George Riddell Director of Trade Strategy at EY, London. 
On 17 June 2021, Australia and the United Kingdom announced an Agreement in Principle on a new Free Trade Agreement (FTA). Since then, negotiators on both sides have been hammering out the details of the legal text of the agreement. This article assesses the prospects for services trade between the countries. 

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COVID-19 and Global Sea Transport

Douglas C. Lippoldt and Carlos A. Primo Braga 
Maritime shipping has been at the very core of the globalisation process. It is a carefully balanced system that maximises capacity utilisation while adapting to annual shifts in demand and long-term trends in economic development. COVID-19 has delivered a dramatic shock to the system. This brief assesses the damage done thus far, and then identifies a number of policy interventions that can improve the resilience of global shipping, boosting the stability of global supply chains.



The Landing Zone in Trade Agreements for Cross-Border Data Flows

Dr Pascal Kerneis, expert in the European services industry in international trade and investment negotiations.
The digitalisation of the world economy is continuing at a fast pace. Its successful progress is dependent on the ability to move data as freely as possible across international borders. Digital trade chapters are therefore becoming a critical part of bilateral, plurilateral and multilateral trade agreements.



Services are essential too! Identifying the missing link in trade policy proposals during the pandemic

Dr Sherry Stephenson, Convenor, Pacific Economic Cooperation Council (PECC) Services Network.
Considerable discussion has been carried out over the past 18 months on how to most effectively address the COVID-19 health pandemic in an international context, particularly the critical role of trade in providing the necessary channels for moving essential medical equipment, vaccines and therapeutics, across borders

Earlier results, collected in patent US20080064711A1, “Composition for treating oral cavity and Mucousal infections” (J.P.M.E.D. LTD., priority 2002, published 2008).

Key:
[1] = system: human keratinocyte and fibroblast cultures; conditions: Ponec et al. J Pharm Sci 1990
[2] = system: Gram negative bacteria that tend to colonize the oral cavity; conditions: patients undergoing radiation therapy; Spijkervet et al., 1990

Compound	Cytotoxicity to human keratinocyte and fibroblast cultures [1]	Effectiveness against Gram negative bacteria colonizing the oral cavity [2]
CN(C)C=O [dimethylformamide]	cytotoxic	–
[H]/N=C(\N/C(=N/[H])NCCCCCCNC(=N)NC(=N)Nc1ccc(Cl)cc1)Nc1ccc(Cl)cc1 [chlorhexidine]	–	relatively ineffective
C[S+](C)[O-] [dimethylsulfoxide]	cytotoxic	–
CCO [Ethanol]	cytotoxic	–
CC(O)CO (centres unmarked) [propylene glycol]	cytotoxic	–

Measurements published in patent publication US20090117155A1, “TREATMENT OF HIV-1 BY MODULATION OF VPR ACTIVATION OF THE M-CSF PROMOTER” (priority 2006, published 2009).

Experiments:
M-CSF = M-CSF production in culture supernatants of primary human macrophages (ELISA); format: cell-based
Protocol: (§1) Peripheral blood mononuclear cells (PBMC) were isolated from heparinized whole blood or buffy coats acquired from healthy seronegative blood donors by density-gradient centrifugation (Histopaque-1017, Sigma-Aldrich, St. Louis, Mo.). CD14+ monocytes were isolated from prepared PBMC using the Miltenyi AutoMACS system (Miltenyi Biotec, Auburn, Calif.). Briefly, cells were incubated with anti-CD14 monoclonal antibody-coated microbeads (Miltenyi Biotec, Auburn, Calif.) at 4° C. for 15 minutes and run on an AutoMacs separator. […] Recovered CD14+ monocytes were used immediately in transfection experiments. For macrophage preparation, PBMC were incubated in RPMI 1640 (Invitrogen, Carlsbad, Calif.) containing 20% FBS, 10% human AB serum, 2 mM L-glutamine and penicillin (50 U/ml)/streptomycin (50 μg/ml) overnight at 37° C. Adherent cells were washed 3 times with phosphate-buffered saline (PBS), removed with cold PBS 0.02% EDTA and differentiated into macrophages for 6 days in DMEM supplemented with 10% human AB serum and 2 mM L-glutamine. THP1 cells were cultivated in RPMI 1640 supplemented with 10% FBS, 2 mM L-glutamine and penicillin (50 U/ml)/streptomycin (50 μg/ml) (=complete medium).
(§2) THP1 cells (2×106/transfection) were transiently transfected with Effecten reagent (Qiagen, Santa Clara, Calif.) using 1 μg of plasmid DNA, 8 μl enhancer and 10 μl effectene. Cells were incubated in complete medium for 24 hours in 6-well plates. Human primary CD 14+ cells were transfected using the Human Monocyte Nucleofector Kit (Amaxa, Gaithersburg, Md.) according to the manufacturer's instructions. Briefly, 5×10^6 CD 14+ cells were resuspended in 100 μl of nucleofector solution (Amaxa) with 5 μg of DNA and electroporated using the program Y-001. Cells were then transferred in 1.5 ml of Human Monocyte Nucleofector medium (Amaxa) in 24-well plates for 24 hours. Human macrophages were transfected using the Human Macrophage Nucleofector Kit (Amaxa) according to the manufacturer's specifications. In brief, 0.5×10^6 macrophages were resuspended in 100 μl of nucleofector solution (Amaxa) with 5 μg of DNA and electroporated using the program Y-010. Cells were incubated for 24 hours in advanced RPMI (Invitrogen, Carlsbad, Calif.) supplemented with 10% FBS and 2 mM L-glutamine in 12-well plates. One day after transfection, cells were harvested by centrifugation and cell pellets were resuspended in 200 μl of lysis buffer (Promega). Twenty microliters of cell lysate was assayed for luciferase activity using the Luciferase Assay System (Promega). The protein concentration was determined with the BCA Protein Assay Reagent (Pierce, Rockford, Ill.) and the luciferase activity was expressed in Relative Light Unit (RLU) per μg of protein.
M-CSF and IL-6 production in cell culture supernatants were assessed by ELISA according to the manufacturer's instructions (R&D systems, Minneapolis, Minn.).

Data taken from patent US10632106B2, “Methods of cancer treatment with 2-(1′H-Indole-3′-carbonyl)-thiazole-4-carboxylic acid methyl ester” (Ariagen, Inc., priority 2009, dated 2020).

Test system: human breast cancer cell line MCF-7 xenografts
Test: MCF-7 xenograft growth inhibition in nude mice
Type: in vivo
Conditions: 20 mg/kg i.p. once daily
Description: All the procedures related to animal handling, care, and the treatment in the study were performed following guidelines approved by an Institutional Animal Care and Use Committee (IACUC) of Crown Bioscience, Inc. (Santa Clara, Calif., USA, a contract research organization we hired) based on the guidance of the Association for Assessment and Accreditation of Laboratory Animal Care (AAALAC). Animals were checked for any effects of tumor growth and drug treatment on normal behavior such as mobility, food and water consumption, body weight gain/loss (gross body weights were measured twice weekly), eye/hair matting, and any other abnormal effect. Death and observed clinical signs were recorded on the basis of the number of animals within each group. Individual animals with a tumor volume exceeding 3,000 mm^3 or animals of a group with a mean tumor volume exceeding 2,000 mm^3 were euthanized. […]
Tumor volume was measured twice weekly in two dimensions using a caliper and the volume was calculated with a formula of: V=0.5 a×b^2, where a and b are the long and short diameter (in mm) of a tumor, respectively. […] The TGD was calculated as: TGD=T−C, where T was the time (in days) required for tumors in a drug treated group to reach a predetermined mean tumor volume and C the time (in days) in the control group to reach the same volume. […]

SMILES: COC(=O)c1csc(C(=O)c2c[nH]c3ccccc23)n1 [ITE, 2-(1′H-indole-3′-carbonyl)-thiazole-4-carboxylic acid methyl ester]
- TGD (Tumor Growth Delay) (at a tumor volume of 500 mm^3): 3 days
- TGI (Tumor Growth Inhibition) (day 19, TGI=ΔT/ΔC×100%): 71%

The Topology of E-commerce Governance

Nicholas Frank, Associate Lecturer in the School of Politics and International Relations, Australian National University.
Global e-commerce is governed by a dense web of preferential trade agreements (PTAs). While the literature on e-commerce governance is growing, our knowledge of the landscape of the e-commerce governance system remains limited.



China: the Elephant in the Room at Australia’s Africa Week

Dr Lauren A. Johnston is Visiting Senior Lecturer, Adelaide University Institute of International Trade and Founding Director, New South Economics
This week the capital of Australia’s Indian Ocean-facing state Western Australia, Perth, hosts Africa Week. Africa Week is an annual event drawing together policy makers, business communities, academics and the citizenry on all things Africa-Australia related.



Geostrategic Tensions Manifesting as Trade Conflict: Policy Recommendations for rebuilding Australia-China relations

Co Authors: Mike Adams, former Department of Foreign Affairs and Trade (DFAT) economist, Ron Wickes, former Director of the Trade Analysis Section of DFAT and Nicolas Brown, former head of DFAT’s branch responsible for analysis and strategic advice on trade.
China-Australia diplomatic relations are at their lowest point in decades, reflected in trade relations that have become increasingly strained by Beijing’s coercive tactics. Acknowledging that there is little chance of getting back to the positive relationship that Australia and China enjoyed just four or five years ago, this brief argues for a pragmatic diplomatic approach where trade can support a revival of mutually beneficial and broad-based trade and investment relations with China. This need not be at the cost of security and broader strategic interests and could in fact enhance them, irrespective of cultural, political and historical differences.